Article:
Biosimilar Advancements of 2021


2021 was an outstanding year for biosimilar medications, as they increased market share and adoption by healthcare providers and the first biosimilar and interchangeable insulin was approved by the FDA.

2021 was an outstanding year for biosimilar medications, as they increased market share and adoption by healthcare providers and the first biosimilar and interchangeable insulin was approved by the FDA.

Here are the top five biosimilar developments of 2021:

1. FDA’s approval of the first biosimlar and interchangeable insulin

In August, the FDA approved Semglee (reference product Lantus), the first biosimilar and interchangeable insulin. That decision is expected to save the U.S. healthcare system “hundreds of millions from 2020 to 2030 from the prescribing of Semglee or ‘insulin glargine’,” Akash Patel, pharma analyst for GlobalData, told Managed Healthcare Executive®.

“The approval of the first interchangeable biologic this year illustrates the progress that both the FDA and manufacturing community have made,” added Christine Simmon, executive vice president of Policy and Strategic Alliances at the Association for Accessible Medicine and executive director of AAM’s Biosimilars Council.

2. Biosimlars produce huge cost savings

The U.S. healthcare system saved $338 billion in 2020 because of the prescribing of generic drugs and biosimilars that are less expensive than their brand-name counterparts, according to IQVIA data that AAM released this year. Biosimilar drugs saved $7.9 billion in 2020, more than tripling the $2.5 billion saved in 2019.

“Biosimilar competition provides more, and less expensive, options for care, and has contributed to about 10 million days of patient therapy that otherwise would not have been provided,” Simmon said. “We anticipate that the benefits that patients have realized from biosimilars will continue to accrue over the next year and that the growth in savings will continue.”

3. Uptake and acceptance of biosimilars is on the rise

Uptake and acceptance of more affordable, high quality biosimilar medicines have accelerated over the last year, according to Wagner, and there are new developments across a number of key disease areas, said Afton Wagner, Pharm.D., director of federal policy at Sandoz.

“There are now 31 approved biosimilars, including two interchangeable products, 21 of which are launched and available to patients in the US,” Wagner said. “Biosimilars continue to save US healthcare systems and patients billions of dollars year-over-year. Through these savings and increased competition in 2021, we’ve seen more treatment options become available to patients across critical disease areas.”

Simmon added everyone should be encouraged by the advances that biosimilars have made by gaining market share and lowering prices, increasing the savings realized by patients who rely on these life-saving medicines.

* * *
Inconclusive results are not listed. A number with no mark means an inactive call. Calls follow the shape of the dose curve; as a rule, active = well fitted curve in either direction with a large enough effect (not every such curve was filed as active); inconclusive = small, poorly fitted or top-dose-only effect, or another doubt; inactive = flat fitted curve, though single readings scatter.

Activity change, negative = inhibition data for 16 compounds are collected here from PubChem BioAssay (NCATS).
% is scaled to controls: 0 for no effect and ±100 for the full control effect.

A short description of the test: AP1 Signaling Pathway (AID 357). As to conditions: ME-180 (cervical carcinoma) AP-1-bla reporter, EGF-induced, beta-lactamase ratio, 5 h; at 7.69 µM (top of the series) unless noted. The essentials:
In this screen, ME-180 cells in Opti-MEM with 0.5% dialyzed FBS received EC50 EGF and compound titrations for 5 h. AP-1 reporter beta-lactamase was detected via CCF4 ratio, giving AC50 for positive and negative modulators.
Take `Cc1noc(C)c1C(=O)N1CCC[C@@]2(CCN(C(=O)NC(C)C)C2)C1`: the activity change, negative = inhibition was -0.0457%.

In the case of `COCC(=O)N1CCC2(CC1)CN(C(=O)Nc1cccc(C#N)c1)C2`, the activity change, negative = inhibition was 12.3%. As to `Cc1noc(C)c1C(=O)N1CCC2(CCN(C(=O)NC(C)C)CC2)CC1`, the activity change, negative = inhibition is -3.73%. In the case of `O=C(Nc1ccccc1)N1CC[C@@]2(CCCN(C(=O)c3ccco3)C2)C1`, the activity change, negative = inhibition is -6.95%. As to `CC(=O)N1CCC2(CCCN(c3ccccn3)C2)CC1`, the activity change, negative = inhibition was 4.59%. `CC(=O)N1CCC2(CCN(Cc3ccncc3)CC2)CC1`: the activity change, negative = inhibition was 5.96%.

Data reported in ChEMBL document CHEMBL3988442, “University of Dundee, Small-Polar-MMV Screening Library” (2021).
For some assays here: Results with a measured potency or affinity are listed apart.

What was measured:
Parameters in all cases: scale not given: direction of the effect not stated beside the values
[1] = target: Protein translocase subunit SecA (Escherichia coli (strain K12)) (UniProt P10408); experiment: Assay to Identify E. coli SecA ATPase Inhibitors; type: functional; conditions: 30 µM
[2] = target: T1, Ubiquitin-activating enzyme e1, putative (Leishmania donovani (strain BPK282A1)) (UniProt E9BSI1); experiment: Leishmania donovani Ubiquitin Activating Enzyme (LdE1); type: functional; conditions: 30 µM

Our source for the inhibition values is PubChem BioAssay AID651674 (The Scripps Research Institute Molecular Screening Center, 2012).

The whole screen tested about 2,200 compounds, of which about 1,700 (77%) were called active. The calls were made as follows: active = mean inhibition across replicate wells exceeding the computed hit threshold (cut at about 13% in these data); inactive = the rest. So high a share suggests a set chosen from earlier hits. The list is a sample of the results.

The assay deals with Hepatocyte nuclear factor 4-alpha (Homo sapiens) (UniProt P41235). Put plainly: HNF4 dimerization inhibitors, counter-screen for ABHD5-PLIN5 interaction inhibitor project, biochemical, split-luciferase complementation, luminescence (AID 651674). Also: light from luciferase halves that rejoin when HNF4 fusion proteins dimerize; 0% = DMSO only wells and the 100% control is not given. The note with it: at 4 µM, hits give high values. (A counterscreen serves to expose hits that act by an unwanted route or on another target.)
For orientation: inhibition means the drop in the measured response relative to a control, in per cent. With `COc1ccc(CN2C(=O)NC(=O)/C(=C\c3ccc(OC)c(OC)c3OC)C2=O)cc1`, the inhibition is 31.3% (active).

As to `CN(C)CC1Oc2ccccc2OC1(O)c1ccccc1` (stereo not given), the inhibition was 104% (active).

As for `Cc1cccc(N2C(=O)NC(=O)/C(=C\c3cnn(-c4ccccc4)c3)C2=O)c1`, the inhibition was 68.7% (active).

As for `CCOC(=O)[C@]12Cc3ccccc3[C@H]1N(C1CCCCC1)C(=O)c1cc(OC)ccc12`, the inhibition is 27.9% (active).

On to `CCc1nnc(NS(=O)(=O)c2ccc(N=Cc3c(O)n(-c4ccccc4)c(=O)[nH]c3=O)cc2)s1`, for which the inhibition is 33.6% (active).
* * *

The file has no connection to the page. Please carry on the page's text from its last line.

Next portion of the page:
4. New policies are advancing biosimilar adoption and education.

Earlier this year, Congress passed the Advancing Education on Biosimilars Act of 2021, which will improve healthcare provider education and awareness of the benefits of biosimilars, according to Wagner and Simmon.

“Misinformation has plagued biosimilars since before the first approval in 2015, which caused patients and providers to question their safety and efficacy,” Simmon said. "(The Act is important) for continuing the progress that has been made in educating the public and empowering the FDA to maintain its role as a leader in ensuring that patients and providers have access to correct information about biosimilars.”

Other important bills to advance biosimilars were introduced this year as well. For example, The BIOSIM Act (H.R. 2815) would make changes to reimbursement to incentivize the use of biosimilars, Simmon told MHE.

“Currently, providers in Medicare Part B are reimbursed for administering biosimilars at the biosimilar’s average sales price (ASP), plus 6% of the brand-name biologic," Simmon said. "The BIOSIM Act…would increase reimbursement for biosimilars by 2% to ASP+8% and would apply only when the biosimilar’s ASP is lower than the brand-name biologic’s ASP.”

In addition, the Increasing Access to Biosimilars Act (S. 1427/H.R. 2869), which directs the CMS to establish a voluntary, national demonstration project under Medicare Part B to evaluate the benefit of providing a shared savings payment for biosimilars, could also incentivize the use of biosimilars, according to Simmon.

“Under this model, participating providers would receive a portion of the savings for prescribing a biosimilar with a lower ASP than the reference biologic,” Simmon added.

This article originally appeared on Managed Healthcare Executive.
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